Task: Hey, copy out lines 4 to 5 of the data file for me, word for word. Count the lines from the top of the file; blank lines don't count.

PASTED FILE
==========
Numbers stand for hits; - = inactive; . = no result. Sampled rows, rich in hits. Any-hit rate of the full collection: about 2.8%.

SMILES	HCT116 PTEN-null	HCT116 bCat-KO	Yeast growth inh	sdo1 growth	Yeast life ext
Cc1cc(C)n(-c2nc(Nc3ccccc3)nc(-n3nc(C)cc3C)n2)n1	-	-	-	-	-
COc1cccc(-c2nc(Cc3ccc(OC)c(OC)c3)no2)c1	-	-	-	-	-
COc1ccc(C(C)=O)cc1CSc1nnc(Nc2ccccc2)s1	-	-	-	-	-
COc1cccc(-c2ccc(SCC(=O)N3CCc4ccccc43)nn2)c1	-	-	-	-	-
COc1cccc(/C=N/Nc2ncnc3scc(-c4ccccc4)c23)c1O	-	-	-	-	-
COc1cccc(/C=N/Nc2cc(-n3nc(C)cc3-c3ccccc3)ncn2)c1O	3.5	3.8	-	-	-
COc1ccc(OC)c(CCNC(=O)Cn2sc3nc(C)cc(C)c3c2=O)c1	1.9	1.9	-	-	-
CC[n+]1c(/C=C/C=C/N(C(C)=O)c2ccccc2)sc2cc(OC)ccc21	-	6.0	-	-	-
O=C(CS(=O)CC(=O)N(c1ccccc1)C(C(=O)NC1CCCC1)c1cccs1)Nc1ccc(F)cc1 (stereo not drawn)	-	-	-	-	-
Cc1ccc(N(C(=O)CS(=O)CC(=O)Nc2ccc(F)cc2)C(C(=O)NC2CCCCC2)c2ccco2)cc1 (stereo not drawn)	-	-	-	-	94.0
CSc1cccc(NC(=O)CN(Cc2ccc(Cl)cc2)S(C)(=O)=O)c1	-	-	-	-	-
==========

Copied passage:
COc1cccc(-c2nc(Cc3ccc(OC)c(OC)c3)no2)c1	-	-	-	-	-
COc1ccc(C(C)=O)cc1CSc1nnc(Nc2ccccc2)s1	-	-	-	-	-